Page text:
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Chronic diseases dominate death stats: MHW

TAIPEI, Taiwan -- The Ministry of Health and Welfare (MHW) yesterday announced the latest cause of death statistics, and chronic diseases take up seven spots on the top-10 list for 2013.

According to the MHW, since the aging of the population in Taiwan has intensified, more people than ever before are dying from chronic diseases.

The MHW said that out of every 100 people, 64 die from chronic diseases like diabetes or hypertension.

According to the MHW, the average time between deaths, the annual number of people who died from cancer and the difference between the average lifespan of both sexes all reached record highs in 2013.

The total number of deaths recorded last year was 154,374, translating into one death every 3 minutes and 24 seconds; the average death rate in 2012 was one per every 3 minutes and 25 seconds.

The MHW said that cancer has been the number one cause of death for 32 years straight, and a total of 44,791 died from cancers, which suggests that one cancer patient passed away every 11 minutes and 44 seconds.

The 10 leading causes of death in 2013 were cancer, heart disease, cerebrovascular disease, diabetes, pneumonia, accidents, lower respiratory illness, hypertensive disease, chronic liver disease and nephrotic syndrome and nephritis.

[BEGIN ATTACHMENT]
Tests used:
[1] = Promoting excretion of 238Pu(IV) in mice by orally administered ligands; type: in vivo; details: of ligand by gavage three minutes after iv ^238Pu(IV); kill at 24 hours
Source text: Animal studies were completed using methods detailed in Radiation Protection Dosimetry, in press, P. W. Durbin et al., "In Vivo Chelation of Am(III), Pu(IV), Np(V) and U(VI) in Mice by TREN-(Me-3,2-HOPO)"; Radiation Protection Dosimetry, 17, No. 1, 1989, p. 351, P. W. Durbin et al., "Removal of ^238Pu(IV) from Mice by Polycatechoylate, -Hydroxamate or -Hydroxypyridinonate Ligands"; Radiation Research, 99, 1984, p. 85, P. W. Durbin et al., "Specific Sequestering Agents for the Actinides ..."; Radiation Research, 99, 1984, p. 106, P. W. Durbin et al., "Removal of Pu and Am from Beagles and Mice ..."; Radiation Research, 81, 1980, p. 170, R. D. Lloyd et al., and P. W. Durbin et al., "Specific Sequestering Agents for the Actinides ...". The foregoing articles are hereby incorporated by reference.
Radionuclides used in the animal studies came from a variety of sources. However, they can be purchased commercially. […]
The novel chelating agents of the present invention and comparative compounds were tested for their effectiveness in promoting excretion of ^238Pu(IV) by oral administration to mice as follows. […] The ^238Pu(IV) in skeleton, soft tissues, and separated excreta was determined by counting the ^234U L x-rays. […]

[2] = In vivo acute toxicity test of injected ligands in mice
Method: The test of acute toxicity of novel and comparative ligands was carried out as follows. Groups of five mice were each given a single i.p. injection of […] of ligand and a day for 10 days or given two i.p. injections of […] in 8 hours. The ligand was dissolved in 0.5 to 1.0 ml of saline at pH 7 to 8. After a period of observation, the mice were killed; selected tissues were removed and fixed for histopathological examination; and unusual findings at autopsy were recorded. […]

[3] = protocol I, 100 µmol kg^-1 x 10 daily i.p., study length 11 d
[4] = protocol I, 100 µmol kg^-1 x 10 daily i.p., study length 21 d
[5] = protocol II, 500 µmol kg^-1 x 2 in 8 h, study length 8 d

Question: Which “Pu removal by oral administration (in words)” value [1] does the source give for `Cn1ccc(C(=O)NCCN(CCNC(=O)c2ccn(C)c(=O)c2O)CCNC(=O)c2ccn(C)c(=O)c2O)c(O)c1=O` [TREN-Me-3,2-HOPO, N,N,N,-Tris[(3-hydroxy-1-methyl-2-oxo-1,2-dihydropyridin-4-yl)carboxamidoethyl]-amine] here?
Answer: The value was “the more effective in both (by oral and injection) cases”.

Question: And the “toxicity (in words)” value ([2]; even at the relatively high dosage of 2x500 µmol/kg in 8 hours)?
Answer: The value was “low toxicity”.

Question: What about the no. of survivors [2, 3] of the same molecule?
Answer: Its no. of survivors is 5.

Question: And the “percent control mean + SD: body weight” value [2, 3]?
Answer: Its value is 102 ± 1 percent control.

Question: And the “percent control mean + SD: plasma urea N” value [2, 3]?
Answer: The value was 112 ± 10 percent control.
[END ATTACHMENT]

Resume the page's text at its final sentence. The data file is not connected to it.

Compared to the 10 leading causes of death 10 years ago, the MHW said, the rankings for heart disease, pneumonia and hypertensive disease soared dramatically while the rankings for nephrotic syndrome and nephritis and chronic liver disease dropped as a result of new advanced medical treatments for those diseases.

To further analyze common causes of death, the MHW said that the main cause of death for children under the age of 14 is cancer; the main cause for people between the ages of 15 and 24 is accident; and for people over the age of 25, the main cause of death is cancer.

In general, according to the MHW, about 64.2 percent of people who died last year died from the seven chronic diseases that are included in the 10 leading causes of death.

Wu Chien-yuan (吳建遠), division chief of the Bureau of National Health Promotion's Cancer Control and Prevention Division, said that nearly 70 percent of people who passed away last year were people over 65 years old.

Wu said that compared to young people, elders have a higher likelihood of suffering from cancers, which means that as people age, their risk of cancer increases.

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